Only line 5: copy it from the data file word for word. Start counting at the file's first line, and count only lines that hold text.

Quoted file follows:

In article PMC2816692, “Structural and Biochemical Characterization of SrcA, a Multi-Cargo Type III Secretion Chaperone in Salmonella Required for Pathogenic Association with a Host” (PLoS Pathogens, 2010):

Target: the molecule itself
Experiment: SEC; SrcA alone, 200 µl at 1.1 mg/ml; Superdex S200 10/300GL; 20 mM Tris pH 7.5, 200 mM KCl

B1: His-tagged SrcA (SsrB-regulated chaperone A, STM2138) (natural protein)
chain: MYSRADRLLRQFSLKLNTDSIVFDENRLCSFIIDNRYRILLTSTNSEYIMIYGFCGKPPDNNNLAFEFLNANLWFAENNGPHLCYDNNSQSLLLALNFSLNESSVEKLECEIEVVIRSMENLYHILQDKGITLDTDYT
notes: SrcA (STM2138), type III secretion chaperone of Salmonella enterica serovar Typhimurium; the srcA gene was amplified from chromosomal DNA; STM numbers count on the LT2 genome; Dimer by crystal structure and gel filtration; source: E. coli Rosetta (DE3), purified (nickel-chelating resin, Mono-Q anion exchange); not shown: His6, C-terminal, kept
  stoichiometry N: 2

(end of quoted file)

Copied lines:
chain: MYSRADRLLRQFSLKLNTDSIVFDENRLCSFIIDNRYRILLTSTNSEYIMIYGFCGKPPDNNNLAFEFLNANLWFAENNGPHLCYDNNSQSLLLALNFSLNESSVEKLECEIEVVIRSMENLYHILQDKGITLDTDYT